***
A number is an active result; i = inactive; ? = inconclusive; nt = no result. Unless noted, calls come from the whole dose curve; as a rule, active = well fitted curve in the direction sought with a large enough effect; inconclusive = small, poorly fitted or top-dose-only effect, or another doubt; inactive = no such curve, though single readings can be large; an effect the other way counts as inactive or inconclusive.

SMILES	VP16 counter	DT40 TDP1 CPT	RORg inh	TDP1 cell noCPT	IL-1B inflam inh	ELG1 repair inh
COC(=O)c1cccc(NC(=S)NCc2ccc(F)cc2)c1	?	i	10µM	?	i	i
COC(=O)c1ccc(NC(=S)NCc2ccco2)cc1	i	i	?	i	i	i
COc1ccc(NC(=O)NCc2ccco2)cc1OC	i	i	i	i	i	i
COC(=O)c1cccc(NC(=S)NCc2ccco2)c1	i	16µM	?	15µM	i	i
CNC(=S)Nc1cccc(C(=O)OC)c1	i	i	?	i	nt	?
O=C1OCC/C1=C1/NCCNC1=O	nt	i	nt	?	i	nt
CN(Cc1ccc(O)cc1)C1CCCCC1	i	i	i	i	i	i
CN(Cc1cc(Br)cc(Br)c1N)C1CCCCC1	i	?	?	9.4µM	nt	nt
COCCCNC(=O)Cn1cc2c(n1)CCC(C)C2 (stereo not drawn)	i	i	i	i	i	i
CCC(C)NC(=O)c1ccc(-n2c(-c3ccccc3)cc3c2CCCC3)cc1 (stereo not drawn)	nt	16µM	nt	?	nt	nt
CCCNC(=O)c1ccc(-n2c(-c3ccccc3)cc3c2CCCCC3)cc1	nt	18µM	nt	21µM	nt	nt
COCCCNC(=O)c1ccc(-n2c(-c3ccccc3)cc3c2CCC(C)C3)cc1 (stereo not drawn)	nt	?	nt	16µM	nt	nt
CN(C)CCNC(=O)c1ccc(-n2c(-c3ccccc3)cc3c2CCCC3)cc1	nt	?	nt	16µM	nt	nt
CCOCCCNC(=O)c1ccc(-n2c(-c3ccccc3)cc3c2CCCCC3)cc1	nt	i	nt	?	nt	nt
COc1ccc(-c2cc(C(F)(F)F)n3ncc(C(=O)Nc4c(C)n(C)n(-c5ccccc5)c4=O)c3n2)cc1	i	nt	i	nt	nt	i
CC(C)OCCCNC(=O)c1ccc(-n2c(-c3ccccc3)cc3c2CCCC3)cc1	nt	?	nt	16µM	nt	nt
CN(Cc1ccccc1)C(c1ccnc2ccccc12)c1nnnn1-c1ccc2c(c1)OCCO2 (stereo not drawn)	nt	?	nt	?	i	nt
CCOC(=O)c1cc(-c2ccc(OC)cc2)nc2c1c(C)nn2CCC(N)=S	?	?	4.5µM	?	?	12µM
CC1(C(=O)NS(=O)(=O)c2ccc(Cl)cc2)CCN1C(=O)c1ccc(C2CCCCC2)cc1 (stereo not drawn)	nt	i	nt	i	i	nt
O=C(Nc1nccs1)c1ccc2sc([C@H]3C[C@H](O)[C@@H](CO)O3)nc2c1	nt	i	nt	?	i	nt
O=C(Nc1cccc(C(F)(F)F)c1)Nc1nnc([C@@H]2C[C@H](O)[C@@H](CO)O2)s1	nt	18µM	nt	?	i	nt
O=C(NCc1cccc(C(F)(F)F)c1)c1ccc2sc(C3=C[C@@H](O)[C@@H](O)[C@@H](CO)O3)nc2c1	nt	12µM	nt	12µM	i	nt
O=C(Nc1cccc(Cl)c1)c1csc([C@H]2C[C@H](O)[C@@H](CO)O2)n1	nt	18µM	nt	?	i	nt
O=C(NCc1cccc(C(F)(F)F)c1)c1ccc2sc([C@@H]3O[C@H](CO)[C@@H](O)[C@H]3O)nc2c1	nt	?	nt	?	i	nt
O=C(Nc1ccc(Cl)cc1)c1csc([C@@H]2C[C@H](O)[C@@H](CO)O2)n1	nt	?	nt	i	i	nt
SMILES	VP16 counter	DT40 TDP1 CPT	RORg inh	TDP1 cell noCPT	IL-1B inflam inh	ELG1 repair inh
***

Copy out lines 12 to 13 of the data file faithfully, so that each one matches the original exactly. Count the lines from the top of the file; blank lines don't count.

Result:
CCC(C)NC(=O)c1ccc(-n2c(-c3ccccc3)cc3c2CCCC3)cc1 (stereo not drawn)	nt	16µM	nt	?	nt	nt
CCCNC(=O)c1ccc(-n2c(-c3ccccc3)cc3c2CCCCC3)cc1	nt	18µM	nt	21µM	nt	nt